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About to buy a monster mill

and I was wondering if it is worth it to upgrade to stainless or hardened rollers, also if it is worth going with the 2". What do you gain by the larger roller size? Also, is there a need to have the 1/2" drive over 3/8"? I will be motorizing it at some point, but will probably start with a drill. I will be putting about 750lb through it yearly. I probably won’t condition the grain, but I do live in an extremely moist area. Also, the geared feature of the crankandstein so both rollers are actively rolling seems like a good idea, any input on that? Definitely looking forward to stocking up on bulk grain and being able to mill it whenever i fell like brewing.

Absolutly on the 1/2" drive shaft, especially if you put an electric motor on it. The larger diameter rolls give you more surface area an are said to have less husk shredding. I bought the stainless, but if I had it to do again I would buy the hardened rolls. I did it because of conditioning the grain and the moisture. The Crankandstein only has one drive roll. They look like gears, but are said to make a difference in feeding the initial grain. I thought the same thing. There is a mill made Down Under that is gear driven and looks really nice. I bought the MM-3 and really like it. The MM-3 w 2" rolls looks awesome. I think the guys at farmhousebrewingsupply.com bought one for their store. Shoot them an e-mail and get their opinion. You can’t go wrong with any mill.

I went for the 2" when I got my 2 roller.
Seemed like it would make grain feed through that much better.
Couldn’t justify any hardness upgrades, I doubt I’ll put 100# per year through it.
Did you check out the hopper package that MM makes? Really slick.
Buy right from MM and save a bunch of coins.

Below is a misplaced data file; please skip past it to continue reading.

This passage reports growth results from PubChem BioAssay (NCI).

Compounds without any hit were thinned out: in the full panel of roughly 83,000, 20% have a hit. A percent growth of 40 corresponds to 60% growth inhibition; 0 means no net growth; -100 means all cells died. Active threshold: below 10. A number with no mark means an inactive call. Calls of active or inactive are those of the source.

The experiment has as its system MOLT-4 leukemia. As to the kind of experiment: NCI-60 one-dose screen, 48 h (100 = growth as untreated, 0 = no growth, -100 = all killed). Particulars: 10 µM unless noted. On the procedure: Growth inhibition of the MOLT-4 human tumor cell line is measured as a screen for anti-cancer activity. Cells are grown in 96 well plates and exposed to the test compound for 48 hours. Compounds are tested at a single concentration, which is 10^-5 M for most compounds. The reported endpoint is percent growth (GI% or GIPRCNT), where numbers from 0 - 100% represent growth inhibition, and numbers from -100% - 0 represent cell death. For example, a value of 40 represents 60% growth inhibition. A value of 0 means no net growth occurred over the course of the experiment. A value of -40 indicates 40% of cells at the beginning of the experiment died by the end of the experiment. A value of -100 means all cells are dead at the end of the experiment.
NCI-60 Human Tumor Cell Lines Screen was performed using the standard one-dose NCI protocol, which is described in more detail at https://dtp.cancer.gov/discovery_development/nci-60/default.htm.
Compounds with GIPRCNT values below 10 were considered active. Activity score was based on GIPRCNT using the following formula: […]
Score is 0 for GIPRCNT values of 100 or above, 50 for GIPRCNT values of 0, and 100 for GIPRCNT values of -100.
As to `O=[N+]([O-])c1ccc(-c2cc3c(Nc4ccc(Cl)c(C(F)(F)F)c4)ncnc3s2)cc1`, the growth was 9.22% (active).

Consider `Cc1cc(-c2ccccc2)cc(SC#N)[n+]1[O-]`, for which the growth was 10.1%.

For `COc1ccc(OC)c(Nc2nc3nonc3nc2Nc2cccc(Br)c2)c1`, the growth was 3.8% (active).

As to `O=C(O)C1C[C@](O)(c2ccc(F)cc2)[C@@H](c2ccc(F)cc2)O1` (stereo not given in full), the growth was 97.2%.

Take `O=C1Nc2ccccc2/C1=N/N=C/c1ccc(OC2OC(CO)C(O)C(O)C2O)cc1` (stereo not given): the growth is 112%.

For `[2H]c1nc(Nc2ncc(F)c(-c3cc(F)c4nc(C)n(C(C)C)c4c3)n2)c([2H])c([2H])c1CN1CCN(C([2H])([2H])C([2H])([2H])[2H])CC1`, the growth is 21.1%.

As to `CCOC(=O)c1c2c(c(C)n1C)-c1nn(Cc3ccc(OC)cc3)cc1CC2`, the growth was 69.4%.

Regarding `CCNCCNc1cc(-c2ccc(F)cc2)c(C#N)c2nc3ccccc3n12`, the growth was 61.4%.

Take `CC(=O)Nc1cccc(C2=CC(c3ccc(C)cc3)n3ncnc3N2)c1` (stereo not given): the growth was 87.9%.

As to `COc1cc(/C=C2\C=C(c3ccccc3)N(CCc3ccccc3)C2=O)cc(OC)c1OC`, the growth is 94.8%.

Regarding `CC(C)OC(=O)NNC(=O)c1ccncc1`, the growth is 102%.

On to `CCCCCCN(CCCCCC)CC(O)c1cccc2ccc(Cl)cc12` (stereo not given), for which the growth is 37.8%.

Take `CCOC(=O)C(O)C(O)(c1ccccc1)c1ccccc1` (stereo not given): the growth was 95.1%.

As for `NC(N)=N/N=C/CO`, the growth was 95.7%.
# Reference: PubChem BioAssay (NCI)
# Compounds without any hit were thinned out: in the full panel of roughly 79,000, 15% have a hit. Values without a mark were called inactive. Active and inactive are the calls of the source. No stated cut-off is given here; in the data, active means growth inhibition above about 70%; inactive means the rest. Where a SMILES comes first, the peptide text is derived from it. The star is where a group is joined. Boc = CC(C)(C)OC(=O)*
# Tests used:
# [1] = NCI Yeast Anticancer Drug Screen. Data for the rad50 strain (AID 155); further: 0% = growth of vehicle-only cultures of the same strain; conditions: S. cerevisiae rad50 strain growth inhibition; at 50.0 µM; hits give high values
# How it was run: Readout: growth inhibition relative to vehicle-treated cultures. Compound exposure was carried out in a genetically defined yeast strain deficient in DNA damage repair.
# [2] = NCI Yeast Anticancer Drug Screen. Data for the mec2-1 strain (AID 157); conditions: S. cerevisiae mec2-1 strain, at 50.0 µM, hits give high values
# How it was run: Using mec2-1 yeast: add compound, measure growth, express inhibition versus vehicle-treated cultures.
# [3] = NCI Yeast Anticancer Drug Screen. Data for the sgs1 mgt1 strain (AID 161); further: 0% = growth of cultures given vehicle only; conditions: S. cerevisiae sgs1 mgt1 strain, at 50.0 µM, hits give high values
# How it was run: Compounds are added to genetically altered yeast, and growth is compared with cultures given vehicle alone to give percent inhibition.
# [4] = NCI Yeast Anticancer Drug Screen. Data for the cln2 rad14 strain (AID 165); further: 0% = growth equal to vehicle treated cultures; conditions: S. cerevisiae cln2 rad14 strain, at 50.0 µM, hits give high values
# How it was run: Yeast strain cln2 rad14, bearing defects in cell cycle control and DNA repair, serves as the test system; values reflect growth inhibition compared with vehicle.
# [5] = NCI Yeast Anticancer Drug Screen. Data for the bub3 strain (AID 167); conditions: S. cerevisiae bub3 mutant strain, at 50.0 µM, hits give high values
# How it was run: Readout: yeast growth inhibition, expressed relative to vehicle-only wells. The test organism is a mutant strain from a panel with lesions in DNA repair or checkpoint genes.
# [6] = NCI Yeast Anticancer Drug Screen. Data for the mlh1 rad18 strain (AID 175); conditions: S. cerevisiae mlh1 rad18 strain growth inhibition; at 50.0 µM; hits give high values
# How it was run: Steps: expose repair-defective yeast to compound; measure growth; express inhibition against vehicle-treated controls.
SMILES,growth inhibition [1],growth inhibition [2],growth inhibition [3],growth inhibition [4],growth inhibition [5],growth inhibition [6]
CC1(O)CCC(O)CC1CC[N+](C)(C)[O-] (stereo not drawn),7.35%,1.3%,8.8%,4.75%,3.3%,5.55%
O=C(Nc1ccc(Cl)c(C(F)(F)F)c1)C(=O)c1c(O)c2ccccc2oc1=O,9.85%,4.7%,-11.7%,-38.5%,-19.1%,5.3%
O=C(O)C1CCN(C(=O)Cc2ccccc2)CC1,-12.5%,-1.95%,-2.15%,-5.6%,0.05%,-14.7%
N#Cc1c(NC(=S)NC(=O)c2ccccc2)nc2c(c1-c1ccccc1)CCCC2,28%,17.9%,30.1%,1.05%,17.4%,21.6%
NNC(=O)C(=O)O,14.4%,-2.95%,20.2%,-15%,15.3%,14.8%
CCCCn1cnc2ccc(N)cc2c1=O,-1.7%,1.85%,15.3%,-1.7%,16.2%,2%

I doubt that in a year I crush a quarter of the amount of grain you quoted, but I still use the MM 3-roller w/ 2" diameter hardened rollers and it is the BOMB! I really love this mill. Definitely go for it, and yes, the hopper and base directly from MM is the way to go IMHO.

Roller diameter controls the entry geometry. Think about it a little… a small diameter roller the grain has a wide angle to enter the rollers so many times the grain will just bounce off and lose parts of the husk or scrape some of the flour off. Larger diameter rollers present a longer angle that grabs the grain and pulls it into the gap. Mine are 5 1/2 in diameter and give a perfect crush. Even though when I made mine 6" wide I now see that 2" or 3" is plenty wide. With my real slow and old 1/2" drill I crushed 19 lbs of grain (10 wheat, 8 pils, 1 cara pils) yesterday in 80 seconds. BTW, I based my design after viewing commercial mills and talking to the brewers.

Seems like the monster mill is using knurling to help pull the grain through.

Having said that I’ve been toying with the idea of making a line of mills based on my research. Anyone interested in trying one? If there is interest I’ll give it a go.

John

I was wondering how big those were.
When I saw the pic of your mill, my first thought was " Those are some big as$ rollers "
Anybody check out the new Rebel mill?
One of the most beautifully executed stainless things you’ll ever see, built around 1" rollers.
Seems like you’d run into trouble having them that small and getting a consistent crush.
But you don’t drink the rollers anyways so :cheers:

The following shows the difference between a 1" , 2" and 4" diameter rollers. You can clearly see the 4" diameter roller has a better squeeze then crush on the grain.

John

Thanks for all the input guys.

Dog house, are you experiencing wear with your stainless rollers and that is why you would have gone with hardened?

BrewSumore and scott, I am definitely going to get the large capacity hopper they offer, will only need to fill it twice at the most.

John, thanks for the diagram. I was thinking of a longer diameter creating more leverage to crush, which wouldn’t be necessary, your description of how the grain falls down into the rollers better makes sense. No problems with the smooth rollers just sliding under the grain? It seems like that would be better then the knurled rollers at leaving the hulls intact. What would it cost me to get one of those sent out to California?

I’ve heard that the hardened rollers last longer than the SS. If you keep them dry after milling I feel they are the way to go.

[quote=“ipa”]Thanks for all the input guys.

Dog house, are you experiencing wear with your stainless rollers and that is why you would have gone with hardened?